CIT 042 Index > Program - Modules

Programming Assignment—Modules

Read everything before doing anything! Really, I mean it. The hints at the end are well worth reading.

Part One

Complete the following module, which has utilities for handling civilian and military time. You may name the module whatever you wish.

#!/usr/bin/perl

#   Written by YOUR NAME HERE

=begin comment

    This file contains utilities for handling
    military and civilian times.

    TIME INPUT
    ==========
    Military time strings are always in the form
    of four digits without a colon.

        0725
        1509

    Civilian time strings always contain a colon. The
    "hours" part does not need a leading zero, though
    it may have one.  They are always followed by an
    abbreviation for morning or afternon.  Acceptable
    abbreviations for morning and afternoon are:

        a.m.   am   a
        p.m.   pm   p

    You may mix upper and lower case as much as you like,
    and you may have whitespace before the abbreviation.

    Thus, the following are all valid:

        7:25 a.m.     7:25 AM    07:25a
        11:05 p.m.   11:05 pM   11:05P.M.

    You may presume that time strings will NOT have leading
    or trailing blanks.

    TIME OUTPUT
    ===========
    Military time is always presented as four digits without
    a colon.

    Civilian time is always presented as hours (without a
    leading zero), a colon, two digits for the minute,
    one blank, and either "a.m." for morning or "p.m." for afternoon.

=end comment

=cut

#
#   Name the package appropriately,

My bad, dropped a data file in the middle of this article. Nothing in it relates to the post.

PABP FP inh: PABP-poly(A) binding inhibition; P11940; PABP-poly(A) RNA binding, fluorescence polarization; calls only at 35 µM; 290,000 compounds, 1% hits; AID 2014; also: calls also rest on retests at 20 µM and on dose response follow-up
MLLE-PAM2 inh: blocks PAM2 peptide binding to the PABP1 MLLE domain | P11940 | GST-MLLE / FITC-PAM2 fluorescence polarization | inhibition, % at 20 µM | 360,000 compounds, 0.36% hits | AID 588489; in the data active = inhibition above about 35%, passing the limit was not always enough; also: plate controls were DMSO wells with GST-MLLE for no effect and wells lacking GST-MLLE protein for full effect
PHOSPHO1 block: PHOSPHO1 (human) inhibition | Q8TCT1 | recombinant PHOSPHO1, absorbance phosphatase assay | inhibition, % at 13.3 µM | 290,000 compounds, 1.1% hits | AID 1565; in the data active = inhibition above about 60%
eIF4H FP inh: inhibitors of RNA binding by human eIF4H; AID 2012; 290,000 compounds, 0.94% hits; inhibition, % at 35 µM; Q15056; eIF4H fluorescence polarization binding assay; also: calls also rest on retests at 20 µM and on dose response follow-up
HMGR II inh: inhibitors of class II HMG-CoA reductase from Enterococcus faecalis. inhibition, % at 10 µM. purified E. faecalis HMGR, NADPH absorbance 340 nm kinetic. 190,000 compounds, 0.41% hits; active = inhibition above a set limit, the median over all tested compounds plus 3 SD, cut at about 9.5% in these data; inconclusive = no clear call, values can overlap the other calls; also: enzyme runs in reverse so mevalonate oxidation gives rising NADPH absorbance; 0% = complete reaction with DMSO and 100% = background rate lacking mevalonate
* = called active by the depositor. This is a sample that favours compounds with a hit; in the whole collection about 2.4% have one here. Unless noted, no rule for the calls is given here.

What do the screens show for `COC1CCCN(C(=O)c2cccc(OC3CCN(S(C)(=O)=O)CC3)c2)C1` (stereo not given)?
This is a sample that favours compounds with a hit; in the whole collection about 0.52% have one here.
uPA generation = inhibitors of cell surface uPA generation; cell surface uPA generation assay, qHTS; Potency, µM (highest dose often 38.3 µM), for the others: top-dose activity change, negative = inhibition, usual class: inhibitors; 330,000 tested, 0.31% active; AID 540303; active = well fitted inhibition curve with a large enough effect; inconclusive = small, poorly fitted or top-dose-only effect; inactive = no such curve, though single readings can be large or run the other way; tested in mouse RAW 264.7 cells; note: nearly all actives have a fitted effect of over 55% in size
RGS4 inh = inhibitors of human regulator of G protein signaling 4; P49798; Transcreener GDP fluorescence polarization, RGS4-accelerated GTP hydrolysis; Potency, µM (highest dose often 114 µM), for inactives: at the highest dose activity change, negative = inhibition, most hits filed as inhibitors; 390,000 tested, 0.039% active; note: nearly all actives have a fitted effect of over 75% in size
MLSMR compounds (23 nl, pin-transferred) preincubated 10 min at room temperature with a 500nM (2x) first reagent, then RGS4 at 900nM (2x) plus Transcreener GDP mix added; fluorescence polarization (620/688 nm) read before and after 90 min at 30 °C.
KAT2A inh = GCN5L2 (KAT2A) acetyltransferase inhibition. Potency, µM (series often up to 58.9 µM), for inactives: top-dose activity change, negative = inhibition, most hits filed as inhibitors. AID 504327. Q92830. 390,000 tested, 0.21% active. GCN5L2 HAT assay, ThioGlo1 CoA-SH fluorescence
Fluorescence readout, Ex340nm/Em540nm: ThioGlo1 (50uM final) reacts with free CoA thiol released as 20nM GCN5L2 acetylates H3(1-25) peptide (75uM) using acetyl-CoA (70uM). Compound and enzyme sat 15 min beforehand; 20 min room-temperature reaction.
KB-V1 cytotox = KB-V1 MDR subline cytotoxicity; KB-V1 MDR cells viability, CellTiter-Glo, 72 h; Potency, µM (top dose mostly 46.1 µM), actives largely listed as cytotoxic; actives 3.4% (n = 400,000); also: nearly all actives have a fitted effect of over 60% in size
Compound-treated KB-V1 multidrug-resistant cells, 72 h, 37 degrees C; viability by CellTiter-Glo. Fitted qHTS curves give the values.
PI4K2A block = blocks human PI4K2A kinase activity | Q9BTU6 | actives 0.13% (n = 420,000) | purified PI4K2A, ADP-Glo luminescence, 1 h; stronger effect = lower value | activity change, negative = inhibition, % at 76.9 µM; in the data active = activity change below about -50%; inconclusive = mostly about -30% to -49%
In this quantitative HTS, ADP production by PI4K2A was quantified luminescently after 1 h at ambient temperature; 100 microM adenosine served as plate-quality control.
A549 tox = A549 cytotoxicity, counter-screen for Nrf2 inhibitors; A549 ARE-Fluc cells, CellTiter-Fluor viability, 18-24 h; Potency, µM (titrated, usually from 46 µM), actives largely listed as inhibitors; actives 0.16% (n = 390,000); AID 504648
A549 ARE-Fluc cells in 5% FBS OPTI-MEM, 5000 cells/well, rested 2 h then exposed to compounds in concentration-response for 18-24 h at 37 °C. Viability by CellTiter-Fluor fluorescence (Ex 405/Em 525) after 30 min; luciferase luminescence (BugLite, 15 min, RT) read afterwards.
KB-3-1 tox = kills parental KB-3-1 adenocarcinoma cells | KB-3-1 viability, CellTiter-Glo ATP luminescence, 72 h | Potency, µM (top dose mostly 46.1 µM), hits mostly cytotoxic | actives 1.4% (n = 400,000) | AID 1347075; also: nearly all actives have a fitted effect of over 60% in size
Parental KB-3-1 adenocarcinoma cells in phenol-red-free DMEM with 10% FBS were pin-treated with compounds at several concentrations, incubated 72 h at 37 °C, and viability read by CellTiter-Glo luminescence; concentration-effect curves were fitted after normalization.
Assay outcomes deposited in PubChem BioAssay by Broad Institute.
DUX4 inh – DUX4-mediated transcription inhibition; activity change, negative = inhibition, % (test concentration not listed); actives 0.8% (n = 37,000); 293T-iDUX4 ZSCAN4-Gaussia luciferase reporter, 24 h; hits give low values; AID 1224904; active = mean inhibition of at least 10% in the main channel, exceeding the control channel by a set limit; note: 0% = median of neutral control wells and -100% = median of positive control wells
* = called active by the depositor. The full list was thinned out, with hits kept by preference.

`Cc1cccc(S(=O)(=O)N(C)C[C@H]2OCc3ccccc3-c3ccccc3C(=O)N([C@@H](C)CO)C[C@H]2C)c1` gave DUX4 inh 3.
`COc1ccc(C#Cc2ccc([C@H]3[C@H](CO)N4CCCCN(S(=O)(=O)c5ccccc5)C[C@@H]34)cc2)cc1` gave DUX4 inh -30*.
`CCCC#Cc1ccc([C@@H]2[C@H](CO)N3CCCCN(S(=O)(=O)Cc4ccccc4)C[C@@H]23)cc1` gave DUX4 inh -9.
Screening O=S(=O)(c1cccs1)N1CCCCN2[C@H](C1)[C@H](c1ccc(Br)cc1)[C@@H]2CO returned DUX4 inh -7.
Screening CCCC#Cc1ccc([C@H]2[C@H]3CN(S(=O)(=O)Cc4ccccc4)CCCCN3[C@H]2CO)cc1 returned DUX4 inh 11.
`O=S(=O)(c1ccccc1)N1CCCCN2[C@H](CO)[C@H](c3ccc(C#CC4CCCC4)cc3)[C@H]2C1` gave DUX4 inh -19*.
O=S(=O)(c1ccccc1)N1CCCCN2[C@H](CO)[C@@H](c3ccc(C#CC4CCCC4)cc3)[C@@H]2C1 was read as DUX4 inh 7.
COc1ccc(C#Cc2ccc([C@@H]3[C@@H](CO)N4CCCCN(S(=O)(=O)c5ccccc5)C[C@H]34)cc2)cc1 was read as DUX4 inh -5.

#   and export these subroutines by default:
#
#       civilian_to_military
#       military_to_civilian
#
#   Do not export subroutine duration.
#   Do not make it "OK" to export subroutine duration.


=begin comment

The "military_to_civilian" subroutine takes a military time
string as its input and returns a string giving
the corresponding civilian time.

Example: input of "0825" produces "8:25 a.m."
If an invalid time is entered, returns the
null string.

=end comment

=cut

sub military_to_civilian
{
    # your code goes here
}

=begin comment

The "civilian_to_military" subroutine takes a civilian time
string as its input and returns a string giving
the corresponding military time.

Example: input of "8:25PM" produces "2025"
If an invalid time is entered, returns the
null string.

=end comment

=cut

sub civilian_to_military
{
    # your code goes here
}


=begin comment

Returns a list giving the total number of hours and minutes
between two times. The times may be in either military or
civilian format. If improper data is entered, returns -1
for hours and minutes.  The times may be in any order;
the subroutine will put the earlier time first.

Examples:
   duration( "1015", "12:45p.m." )

returns the list (2, 30) because it is two and a half
hours from 10:15 a.m. to 12:45 p.m.

   duration( "2:40 PM", "1:00 p.m." )

returns the list (1, 40).

=end comment

=cut

sub duration
{
    # your code goes here
}